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Ceasing discretionary functions and powers – some key issues for public bodies to consider

The key legal questions for public bodies to consider before deciding to cease exercising a discretionary power due to limited resources or other reasons.

13 January 2021

This article is taken from January's public matters newsletter. Click here to view more articles from this issue.

It is unfortunately the case that pubic bodies are often confronted with very difficult decisions concerning the allocation of limited (and sometimes decreasing) resources. In this situation, a public body might be unable or unwilling to exercise a particular statutory function or power due to a lack of resources or expertise, or because a particular programme or policy is no longer viable or achievable for other reasons. When the function or power is discretionary, there are several important issues for the public body to first consider before it can lawfully decide that it will no longer exercise that function or power for a limited period or indefinitely.

A public body that unlawfully fetters its discretion may open itself up to challenge by way of judicial review. This will usually be on the basis of illegality (by failing to use its powers in the way they were intended) or procedural impropriety (by failing to permit affected persons to influence the exercise of that discretion). In relation to the former, it will generally be unlawful for a public authority not to exercise a discretionary power conferred on it, if doing so would effectively disable it from fulfilling its statutory role. As explained in Birkdale District Electricity Supply Co v Southport Corp [1926] AC 355 (at 364): "If a person or public body is entrusted by the Legislature with certain powers and duties expressly or impliedly for public purposes, those persons or bodies cannot divest themselves of these powers and duties". See also R v Secretary of State for the Home Department, ex parte Fire Brigades Union [1995] 2 AC 513.

Even a time-limited fettering of discretion may be unlawful. For example, in what has been described as a ‘textbook case’ of unlawful fettering, the Secretary of State for the Home Department was found to have acted unlawfully in adopting a policy whereby the determination of a whole class of older asylum applications was deferred to enable the Department to meet its target in relation to new applications. The decision to postpone the older applications was held to be arbitrary and unlawful and an abuse of power: see R (on the application of S) v Secretary of State for the Home Department [2007] EWCA Civ 546.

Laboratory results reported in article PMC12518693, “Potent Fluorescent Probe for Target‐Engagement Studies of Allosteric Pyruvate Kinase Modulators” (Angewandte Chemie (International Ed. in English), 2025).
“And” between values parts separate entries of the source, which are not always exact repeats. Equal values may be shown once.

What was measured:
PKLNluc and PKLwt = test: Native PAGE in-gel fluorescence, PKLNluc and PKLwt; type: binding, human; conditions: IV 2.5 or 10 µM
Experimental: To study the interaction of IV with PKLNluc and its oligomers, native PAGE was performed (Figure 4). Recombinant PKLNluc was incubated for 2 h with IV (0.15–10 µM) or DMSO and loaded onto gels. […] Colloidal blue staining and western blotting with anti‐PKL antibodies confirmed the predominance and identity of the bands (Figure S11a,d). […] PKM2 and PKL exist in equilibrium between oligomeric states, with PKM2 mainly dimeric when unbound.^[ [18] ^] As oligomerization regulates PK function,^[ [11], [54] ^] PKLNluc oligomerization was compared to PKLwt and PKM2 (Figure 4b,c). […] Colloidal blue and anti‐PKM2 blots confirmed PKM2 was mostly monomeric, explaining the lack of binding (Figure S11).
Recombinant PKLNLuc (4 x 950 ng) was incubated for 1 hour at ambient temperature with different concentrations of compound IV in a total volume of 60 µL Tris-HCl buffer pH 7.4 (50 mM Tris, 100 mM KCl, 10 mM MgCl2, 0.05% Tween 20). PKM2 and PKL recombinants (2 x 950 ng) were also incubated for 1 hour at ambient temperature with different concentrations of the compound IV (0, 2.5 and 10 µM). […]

This is consistent with the case law that has found other attempts by public authorities to limit or control the exercise of a discretion, by self-created rules or policy or otherwise, to be unlawful. Examples include policies to disallow all purely local objections to planning applications for travellers’ sites (see R v Secretary of State for the Environment ex parte Halton DC [1983] 82 LGR 662) and to refuse applications for council housing made by or on behalf of children of persons deemed to be intentionally homeless (see Attorney General ex parte Tilley v Wandsworth LBC [1981] 1 WLR 854). There have also been various cases in different statutory contexts where decisions made by a public body have been quashed on the basis that the public body erred in taking into account, or placing too much weight on, its limited resources (see, for example, R. v East Sussex CC Ex p. Tandy [1998] A.C. 714 at 749; R. (on the application of Kebede) v Newcastle City Council [2013] EWCA Civ 960; and R. v Secretary of State for the Home Department Ex p. Limbuela [2005] UKHL 66).